Recycling is art at Old Town ScrapFest
By Shauna Stocken
Arts & Entertainment Editor
ScrapFest, advertised as a decade of artistic vision, filled Turner Street in Lansing’s Old Town with art-enthused guests July 13 and 14.
Participating in this year’s event were 20 teams that constructed unique sculptures from scrap metal. The scraps had been previously gathered from Friedland Industries, Inc., in Old Town.
Surrounding the sculptures and their makers were interactive craft tables, live music, food trucks and vendors selling their artwork.
“This event is totally outside-the-box thinking,” said Noah Hales, founder of Peregrine Forge, a local business that creates handcrafted knives. “It’s so non-standardized, it’s so unique.
“I mean, you’ve got everything from knives to an 8-year-old making necklaces out of glass. You’ve got a … retired vet and (a man) who makes masks out of wasp nests. There’s such a diverse representation of ways of expressing yourself that’s intense. The energy is huge.”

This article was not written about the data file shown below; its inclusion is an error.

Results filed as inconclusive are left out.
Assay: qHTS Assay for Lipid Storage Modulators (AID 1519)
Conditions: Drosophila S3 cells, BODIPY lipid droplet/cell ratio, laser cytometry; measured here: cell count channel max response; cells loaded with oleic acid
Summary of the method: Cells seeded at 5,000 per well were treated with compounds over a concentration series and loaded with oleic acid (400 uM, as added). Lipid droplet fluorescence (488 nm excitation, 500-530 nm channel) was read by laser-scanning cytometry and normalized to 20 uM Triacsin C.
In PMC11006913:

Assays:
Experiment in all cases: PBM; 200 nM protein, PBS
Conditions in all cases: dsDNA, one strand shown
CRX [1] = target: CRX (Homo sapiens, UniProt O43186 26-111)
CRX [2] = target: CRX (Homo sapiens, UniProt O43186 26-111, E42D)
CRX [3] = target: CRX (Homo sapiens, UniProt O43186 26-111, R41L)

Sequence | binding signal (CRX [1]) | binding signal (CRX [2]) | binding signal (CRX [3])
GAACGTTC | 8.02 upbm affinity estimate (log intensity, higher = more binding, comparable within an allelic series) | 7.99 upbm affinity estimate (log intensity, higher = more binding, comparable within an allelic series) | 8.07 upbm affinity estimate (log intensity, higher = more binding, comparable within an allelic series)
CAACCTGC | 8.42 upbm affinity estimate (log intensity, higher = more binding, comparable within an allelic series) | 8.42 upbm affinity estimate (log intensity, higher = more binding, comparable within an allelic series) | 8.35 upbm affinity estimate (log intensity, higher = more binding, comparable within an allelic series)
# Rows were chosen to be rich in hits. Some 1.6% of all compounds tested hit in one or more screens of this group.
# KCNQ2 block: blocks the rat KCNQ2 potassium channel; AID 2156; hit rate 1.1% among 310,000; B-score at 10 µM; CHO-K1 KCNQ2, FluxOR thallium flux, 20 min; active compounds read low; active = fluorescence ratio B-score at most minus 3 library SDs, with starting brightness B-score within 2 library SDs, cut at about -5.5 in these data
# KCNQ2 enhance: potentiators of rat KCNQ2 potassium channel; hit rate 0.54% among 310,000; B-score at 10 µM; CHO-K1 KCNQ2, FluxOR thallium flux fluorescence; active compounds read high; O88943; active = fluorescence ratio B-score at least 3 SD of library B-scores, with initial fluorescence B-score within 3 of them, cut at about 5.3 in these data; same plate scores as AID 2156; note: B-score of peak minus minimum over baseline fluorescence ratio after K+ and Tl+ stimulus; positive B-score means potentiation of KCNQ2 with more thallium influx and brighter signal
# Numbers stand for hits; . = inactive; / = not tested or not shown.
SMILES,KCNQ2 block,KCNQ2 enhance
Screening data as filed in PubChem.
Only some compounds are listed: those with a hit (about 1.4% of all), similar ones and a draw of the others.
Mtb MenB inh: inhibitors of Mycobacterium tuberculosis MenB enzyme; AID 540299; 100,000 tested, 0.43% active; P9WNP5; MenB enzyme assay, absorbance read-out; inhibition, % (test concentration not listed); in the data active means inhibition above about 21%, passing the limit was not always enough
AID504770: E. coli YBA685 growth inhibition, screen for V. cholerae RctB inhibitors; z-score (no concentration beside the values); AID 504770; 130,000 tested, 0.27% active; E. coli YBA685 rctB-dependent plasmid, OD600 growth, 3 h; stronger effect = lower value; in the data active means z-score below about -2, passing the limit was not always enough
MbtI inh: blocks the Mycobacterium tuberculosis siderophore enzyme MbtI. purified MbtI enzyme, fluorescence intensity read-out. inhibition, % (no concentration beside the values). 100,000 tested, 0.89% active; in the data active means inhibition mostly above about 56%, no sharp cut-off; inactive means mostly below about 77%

Peregrine Forge is more than merely a local business that makes and sells knives. Hales is a military veteran who said he works hard to help support his fellow veterans, God and his family with the profits from his business.
Returning to ScrapFest for the fourth year in a row with a metal sculpture is Ken Wesner, who studied wielding at LCC in 2001, earning his Cum Laude associate degree.
“If you watch the movie, Narnia, there’s this pink tree, and the wind starts blowing, and all the leaves start spiraling around and they form a woman,” Wesner said. “I saw that and was like, ‘I want to make that, I want to make her out of steel.’”
Wesner’s, “Leaves in the Wind” sculpture sold for $2,200 and will be publicly displayed at the entrance to the river trail in Old Town.
Another festival returnee, 8-year-old Ian Sosnowski, came back for his second year with additional tables to sell his handmade jewelry.
Sosnowski learned about the opportunity to feature his art from his godfather, ScrapFest founder David Such.
“I just found all this wonderful stuff (while on the beach of St. Croix), and I’ve been looking for material to make necklaces,” Sosnowski said. “I kind of just knew that this was the stuff. I thought what I had found was jewels at first, until my mom told me that I had found beach glass.”
Other notable sculptures included a seahorse that doubles as a functional mailbox; a WWI Calvary Man and his horse; rabbits that run in a circle; part of a train; and “The Butterfly Effect,” a metal butterfly sculpture that earned the People’s Choice and first-place awards.